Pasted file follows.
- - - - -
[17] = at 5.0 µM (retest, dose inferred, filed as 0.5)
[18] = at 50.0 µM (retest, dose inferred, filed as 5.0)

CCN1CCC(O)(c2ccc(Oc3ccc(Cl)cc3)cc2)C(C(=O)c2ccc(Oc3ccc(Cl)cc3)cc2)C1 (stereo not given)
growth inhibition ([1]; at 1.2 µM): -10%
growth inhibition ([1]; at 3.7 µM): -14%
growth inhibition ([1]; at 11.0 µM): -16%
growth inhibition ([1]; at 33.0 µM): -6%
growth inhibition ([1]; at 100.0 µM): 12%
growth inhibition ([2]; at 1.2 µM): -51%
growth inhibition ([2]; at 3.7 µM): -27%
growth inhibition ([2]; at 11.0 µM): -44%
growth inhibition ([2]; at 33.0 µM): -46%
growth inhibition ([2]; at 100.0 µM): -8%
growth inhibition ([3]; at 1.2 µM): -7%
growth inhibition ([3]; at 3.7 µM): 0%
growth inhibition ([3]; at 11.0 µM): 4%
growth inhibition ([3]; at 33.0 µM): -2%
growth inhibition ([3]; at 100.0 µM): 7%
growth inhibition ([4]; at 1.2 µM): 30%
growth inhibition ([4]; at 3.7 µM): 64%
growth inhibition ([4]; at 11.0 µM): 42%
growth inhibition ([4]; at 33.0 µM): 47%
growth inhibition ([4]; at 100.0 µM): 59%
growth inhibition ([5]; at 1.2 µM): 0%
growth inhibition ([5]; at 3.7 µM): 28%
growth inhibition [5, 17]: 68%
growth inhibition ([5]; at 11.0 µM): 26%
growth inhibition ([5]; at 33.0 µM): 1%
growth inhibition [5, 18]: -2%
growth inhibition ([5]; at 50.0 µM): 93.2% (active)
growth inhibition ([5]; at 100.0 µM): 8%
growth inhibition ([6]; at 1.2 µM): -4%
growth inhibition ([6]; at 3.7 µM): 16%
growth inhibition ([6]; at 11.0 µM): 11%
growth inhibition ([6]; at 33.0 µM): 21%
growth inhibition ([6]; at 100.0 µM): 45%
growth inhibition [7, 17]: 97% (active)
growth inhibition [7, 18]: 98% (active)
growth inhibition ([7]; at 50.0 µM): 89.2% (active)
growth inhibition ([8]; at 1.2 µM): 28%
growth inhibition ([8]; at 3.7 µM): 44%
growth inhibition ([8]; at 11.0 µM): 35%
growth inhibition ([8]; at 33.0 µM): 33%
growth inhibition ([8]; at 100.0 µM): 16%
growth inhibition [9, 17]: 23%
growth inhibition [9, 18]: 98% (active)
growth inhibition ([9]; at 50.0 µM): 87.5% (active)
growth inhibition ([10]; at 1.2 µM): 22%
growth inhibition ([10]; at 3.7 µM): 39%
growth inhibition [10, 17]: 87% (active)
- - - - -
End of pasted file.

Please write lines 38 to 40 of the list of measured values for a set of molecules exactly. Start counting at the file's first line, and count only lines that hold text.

growth inhibition [7, 18]: 98% (active)
growth inhibition ([7]; at 50.0 µM): 89.2% (active)
growth inhibition ([8]; at 1.2 µM): 28%